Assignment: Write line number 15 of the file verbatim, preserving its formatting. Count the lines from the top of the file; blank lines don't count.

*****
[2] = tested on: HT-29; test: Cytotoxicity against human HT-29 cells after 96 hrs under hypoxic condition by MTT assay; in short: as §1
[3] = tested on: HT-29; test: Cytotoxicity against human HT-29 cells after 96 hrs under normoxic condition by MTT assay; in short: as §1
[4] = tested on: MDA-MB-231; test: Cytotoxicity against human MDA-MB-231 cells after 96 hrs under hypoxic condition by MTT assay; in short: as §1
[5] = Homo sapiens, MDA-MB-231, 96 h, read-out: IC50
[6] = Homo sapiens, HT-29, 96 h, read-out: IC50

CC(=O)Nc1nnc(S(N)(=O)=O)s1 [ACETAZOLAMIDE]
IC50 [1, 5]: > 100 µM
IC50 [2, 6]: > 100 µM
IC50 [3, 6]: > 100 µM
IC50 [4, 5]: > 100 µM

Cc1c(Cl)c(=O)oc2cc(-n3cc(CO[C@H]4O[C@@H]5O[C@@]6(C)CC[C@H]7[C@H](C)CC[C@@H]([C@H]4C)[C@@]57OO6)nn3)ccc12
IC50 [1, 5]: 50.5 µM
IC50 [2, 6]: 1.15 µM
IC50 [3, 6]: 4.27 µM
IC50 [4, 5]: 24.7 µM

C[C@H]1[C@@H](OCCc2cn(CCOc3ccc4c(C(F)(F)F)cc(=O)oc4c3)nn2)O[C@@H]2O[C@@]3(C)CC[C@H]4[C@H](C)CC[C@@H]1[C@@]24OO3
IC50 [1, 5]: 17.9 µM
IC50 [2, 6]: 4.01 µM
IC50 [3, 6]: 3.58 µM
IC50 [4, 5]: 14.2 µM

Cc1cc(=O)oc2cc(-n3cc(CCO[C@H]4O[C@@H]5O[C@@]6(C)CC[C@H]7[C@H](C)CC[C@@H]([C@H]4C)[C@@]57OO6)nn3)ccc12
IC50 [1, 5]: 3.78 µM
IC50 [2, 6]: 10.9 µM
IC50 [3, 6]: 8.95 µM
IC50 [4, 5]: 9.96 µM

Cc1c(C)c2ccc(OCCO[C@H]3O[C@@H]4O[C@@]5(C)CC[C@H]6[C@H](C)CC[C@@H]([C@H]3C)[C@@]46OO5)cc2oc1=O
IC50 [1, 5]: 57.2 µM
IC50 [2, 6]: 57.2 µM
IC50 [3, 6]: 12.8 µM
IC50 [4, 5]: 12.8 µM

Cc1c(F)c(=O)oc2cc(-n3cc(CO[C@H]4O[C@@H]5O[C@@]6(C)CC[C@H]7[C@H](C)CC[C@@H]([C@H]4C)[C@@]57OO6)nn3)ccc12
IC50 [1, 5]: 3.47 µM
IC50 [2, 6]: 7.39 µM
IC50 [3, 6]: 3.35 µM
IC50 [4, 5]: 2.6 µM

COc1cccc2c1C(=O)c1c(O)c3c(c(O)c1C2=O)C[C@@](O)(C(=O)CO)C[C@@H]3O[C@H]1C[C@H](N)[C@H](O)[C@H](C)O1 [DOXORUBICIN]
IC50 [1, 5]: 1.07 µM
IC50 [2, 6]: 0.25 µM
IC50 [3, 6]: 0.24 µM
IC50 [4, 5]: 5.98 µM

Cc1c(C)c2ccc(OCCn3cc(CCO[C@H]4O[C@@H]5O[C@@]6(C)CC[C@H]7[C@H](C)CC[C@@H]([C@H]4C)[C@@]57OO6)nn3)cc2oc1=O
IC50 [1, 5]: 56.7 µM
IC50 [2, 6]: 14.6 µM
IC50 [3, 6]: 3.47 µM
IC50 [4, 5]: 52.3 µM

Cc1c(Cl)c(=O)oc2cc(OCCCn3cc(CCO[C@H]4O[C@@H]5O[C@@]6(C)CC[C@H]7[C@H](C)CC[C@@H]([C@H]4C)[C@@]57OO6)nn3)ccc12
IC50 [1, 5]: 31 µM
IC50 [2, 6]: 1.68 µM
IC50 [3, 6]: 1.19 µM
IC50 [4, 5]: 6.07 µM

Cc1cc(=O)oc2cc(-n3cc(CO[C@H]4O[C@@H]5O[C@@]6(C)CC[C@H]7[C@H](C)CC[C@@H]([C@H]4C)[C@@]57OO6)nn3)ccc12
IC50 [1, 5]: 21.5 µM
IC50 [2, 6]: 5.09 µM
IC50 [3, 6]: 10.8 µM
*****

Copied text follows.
IC50 [4, 5]: 24.7 µM